Washington Referendum Measure 74: The Righteous Case for Marriage Equality

I’m a dedicated but lazy citizen, so it was only this weekend that I got around to reading the literature presented in the Washington State voters’ pamphlet concerning Referendum Measure 74, the gay marriage bill. The measure was ratified by the legislature, but sufficiently many assholes petitioned for a referendum that it now requires approval from the People. Per the ballot:

This bill would allow same-sex couples to marry, preserve domestic partnerships only for seniors, and preserve the right of clergy or religious organizations to refuse to perform, recognize, or accommodate any marriage ceremony.

The state legislature passed and the voters approved the so-called ‘Everything but Marriage’ bill in 2009 that equated domestic partnerships with marriages in every respect except the terminology. That’s obviously very stupid since a rose by any other name would smell as sweet, so don’t dick around with names in the first place: call a rose a rose. It follows that R-74 is a no-brainer, but what really struck me was the stark contrast between the arguments for and against its passage reproduced in the voters’ pamphlet. It is that juxtaposition more than anything else that has solidified my understanding that this bill is not only necessary and proper; but that opposition to it is the basest, most detestable position of any on the ballot this year.

First came the argument for R-74, prepared by a Lutheran bishop, a state senator, two state representatives, and the co-president of the Washington League of Women Voters. I found the following paragraph to be deeply moving:

Think of your own reasons for wanting to marry — you can  imagine why same-sex couples dream of the happiness, security and responsibility of marriage. Same-sex couples may seem different, but when you talk with a committed same-sex couple, you realize they hope to marry for similar reasons as everyone else — to share and build a life together, to be there for each other, in good times and bad, in sickness and in health, and to make that special vow before family and friends to be together forever.

Put this way, it seems unconscionable to deny marriage equality. So what has the opposition got? I literally laughed aloud when I read their argument, prepared by one pastor, one state representative, and the President of Preserve Marriage Washington (emphasis mine):

The new marriage law passed did not enact same-sex marriage — it redefined marriage for all, stripping it of its essential man/woman nature and tossing common-sense out the window. Women can now be “husbands” and men can be “wives.” Washington same-sex couples already enjoy full legal equality. The new marriage legislation did not provide any substantive legal rights for gay couples.

So which is it, haters? If this legal measure doesn’t change the legal status of gay couples, why bitch about it? The opposition is correct: the only substantial effect of this bill is to end domestic partnerships as a cost-saving measure by 2014 for anyone 61 and younger since they’ll now be semantically as well as legally indistinguishable from marriages. The importance of this minor distinction is well-expressed by the support:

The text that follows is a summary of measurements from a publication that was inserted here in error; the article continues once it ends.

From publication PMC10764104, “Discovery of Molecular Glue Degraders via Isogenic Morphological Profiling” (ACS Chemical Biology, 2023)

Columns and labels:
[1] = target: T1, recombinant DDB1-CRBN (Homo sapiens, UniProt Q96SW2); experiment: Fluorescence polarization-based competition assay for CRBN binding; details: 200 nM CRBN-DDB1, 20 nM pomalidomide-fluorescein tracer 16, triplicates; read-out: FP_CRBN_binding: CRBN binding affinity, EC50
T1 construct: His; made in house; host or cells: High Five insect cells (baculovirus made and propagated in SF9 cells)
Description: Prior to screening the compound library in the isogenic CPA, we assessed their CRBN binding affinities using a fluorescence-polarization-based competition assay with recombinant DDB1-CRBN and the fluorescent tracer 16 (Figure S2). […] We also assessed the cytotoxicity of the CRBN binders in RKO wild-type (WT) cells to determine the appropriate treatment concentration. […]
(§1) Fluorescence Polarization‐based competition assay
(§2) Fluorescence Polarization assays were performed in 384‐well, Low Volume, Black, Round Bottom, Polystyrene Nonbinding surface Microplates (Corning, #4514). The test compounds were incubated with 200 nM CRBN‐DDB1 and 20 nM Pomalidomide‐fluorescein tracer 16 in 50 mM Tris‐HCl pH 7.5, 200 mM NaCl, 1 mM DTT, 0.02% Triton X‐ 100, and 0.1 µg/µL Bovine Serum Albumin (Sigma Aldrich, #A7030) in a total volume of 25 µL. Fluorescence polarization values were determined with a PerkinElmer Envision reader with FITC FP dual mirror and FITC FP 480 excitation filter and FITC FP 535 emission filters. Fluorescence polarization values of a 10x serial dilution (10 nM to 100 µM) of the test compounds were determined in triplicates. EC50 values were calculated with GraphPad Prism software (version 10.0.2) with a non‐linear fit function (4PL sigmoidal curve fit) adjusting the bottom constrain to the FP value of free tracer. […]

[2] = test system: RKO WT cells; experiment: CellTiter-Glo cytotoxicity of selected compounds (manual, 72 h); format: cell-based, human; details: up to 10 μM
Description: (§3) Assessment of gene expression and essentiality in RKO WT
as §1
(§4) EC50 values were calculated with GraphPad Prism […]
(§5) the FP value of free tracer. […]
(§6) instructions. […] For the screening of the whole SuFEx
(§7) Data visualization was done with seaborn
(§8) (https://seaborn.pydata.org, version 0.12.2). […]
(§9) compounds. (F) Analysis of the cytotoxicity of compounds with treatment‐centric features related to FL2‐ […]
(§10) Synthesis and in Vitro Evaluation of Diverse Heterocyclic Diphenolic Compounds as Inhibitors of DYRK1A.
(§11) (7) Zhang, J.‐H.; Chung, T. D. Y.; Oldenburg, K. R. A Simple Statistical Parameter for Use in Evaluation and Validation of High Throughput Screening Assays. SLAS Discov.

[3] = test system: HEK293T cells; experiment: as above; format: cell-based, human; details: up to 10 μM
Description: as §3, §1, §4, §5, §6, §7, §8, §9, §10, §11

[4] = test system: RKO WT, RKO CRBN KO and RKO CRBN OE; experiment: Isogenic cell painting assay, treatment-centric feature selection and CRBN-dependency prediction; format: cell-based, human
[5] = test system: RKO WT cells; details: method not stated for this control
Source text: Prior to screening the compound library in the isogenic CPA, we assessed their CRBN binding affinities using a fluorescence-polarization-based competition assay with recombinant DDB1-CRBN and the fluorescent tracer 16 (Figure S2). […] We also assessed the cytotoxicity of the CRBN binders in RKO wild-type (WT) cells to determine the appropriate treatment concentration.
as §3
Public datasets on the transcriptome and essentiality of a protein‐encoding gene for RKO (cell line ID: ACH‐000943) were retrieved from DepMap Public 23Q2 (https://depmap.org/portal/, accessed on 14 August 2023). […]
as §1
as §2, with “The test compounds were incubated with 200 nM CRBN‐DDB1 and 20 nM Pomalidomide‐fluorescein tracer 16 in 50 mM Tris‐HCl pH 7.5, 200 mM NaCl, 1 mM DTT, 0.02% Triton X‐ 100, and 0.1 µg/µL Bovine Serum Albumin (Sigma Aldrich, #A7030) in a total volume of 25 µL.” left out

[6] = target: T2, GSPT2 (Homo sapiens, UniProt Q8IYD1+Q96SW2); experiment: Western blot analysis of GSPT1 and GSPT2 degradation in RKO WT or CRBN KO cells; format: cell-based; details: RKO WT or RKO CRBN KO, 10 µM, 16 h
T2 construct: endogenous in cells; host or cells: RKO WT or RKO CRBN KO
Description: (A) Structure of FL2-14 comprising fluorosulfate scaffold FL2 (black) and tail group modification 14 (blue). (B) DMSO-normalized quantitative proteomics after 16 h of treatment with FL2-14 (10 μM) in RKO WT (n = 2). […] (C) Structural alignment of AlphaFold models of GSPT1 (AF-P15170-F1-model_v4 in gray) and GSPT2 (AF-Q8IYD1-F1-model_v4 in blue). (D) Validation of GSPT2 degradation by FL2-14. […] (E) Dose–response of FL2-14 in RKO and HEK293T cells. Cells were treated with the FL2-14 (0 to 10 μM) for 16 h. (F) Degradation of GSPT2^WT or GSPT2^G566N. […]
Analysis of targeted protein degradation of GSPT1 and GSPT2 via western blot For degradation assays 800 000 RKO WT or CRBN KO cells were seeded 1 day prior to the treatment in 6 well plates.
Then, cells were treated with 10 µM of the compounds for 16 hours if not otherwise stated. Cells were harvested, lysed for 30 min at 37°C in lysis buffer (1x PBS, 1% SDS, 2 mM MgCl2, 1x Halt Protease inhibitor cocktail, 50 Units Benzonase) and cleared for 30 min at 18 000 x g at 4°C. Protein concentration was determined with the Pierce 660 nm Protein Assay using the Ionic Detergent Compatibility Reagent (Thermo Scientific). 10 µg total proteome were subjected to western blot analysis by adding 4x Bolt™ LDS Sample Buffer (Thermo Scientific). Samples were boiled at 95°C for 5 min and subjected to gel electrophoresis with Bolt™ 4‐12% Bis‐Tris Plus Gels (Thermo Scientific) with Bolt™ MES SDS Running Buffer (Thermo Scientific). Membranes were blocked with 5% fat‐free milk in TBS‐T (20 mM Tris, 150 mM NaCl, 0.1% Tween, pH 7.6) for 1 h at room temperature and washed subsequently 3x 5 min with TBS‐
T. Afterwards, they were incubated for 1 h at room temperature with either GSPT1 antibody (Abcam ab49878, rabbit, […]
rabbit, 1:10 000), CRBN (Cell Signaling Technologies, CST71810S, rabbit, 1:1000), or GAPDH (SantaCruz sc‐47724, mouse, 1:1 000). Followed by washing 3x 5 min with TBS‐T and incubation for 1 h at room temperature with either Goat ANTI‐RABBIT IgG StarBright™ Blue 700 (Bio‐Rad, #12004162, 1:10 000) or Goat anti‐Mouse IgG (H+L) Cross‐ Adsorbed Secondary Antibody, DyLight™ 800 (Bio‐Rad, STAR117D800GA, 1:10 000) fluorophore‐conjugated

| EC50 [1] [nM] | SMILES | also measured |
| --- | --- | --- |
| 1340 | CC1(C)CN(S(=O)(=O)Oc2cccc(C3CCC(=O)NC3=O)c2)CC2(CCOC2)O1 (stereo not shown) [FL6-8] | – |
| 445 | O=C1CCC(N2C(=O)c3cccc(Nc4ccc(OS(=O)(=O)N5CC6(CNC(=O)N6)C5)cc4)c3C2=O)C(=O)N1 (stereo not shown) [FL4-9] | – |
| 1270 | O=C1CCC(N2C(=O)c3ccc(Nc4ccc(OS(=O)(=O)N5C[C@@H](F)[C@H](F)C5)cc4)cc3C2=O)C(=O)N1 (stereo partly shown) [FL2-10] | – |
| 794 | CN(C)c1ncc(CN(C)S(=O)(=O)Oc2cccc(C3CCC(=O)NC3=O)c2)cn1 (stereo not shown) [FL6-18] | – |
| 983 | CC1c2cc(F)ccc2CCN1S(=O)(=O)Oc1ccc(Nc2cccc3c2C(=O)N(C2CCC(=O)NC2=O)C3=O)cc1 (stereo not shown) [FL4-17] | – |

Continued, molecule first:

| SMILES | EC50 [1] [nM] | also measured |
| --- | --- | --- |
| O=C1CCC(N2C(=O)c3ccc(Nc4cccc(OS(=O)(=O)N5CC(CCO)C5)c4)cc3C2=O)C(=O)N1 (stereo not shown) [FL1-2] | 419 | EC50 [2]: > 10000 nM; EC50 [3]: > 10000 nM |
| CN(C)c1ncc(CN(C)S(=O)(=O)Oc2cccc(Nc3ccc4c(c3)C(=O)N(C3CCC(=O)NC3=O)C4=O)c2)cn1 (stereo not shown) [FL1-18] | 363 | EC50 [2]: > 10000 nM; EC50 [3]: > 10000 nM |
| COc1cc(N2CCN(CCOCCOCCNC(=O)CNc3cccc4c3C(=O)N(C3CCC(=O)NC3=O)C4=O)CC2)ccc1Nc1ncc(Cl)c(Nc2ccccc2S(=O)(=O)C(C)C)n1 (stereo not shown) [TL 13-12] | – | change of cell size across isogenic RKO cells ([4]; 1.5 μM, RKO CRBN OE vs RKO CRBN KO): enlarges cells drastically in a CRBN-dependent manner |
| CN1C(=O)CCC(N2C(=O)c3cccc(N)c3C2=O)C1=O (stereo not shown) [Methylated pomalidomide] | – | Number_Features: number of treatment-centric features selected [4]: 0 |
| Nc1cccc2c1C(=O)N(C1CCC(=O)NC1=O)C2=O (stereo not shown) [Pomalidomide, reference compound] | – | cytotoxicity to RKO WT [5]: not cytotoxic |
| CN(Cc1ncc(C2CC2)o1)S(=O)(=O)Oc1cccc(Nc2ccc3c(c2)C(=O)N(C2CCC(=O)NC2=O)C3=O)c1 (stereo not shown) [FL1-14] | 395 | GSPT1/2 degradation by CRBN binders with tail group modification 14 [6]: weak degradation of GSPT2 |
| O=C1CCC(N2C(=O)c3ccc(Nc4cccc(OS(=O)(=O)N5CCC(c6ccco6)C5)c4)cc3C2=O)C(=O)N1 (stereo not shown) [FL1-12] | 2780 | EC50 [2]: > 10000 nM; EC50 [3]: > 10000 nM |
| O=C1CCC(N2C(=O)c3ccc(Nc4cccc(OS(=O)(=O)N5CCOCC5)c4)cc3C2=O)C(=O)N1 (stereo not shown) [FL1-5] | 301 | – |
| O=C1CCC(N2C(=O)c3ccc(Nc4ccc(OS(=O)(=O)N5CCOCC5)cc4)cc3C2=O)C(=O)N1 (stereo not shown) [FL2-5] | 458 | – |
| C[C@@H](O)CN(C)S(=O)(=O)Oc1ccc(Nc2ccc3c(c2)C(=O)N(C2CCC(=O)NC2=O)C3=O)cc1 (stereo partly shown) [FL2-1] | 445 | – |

[Parents] don’t dream of walking their son or daughter walking down the aisle into a domestic partnership. Marriage matters.

The opposition makes their cognitive dissonance even more obvious in their repetitive rebuttal:

Referendum 74 will provide no new legal benefits; it redefines marriage for everyone and has serious consequences for society.

The mind boggles: that really is a single sentence. “No new legal benefits” will have “serious consequences for society”. What consequences? Which aspects of society? Who do these people think they are?

The answer to that question comes from a relative analysis of the paragraphs concerning God in the arguments for and against. The support tips its hat to religion with only three sentences, two of which merely summarize semantic protections for religious organizations baked into R-74. The opposition goes to town with eleven religiously motivated sentences, including these gems:

God’s creation of marriage as the union of one man and one woman is the foundation of society and has served us well for thousands of years… Young children were taught about gay marriage in public school… Being opposed to same-sex marriage doesn’t mean you dislike gays and lesbians. It means you support traditional marriage.

The first sentence is false simply false, and Christians ought to know that: Abraham, Jacob, David, and many other Old Testament figures each had two or more concurrent wives. Solomon had hundreds. Notions about public gay marriage education amount to nothing more than hand-waving hysteria. And what does it even mean to dislike someone if you claim that denying them a widely-enjoyed and highly sought-after right on the basis of tradition doesn’t count? The opposition hasn’t a leg to stand on, but their religiosity blinds them to that otherwise obvious fact.

The argument for R-74 is sublime. The argument against can be summarized as ‘oh me oh my, icky poo.’ That we’re even having a debate about this is revolting. I trust that the Washington electorate agrees.

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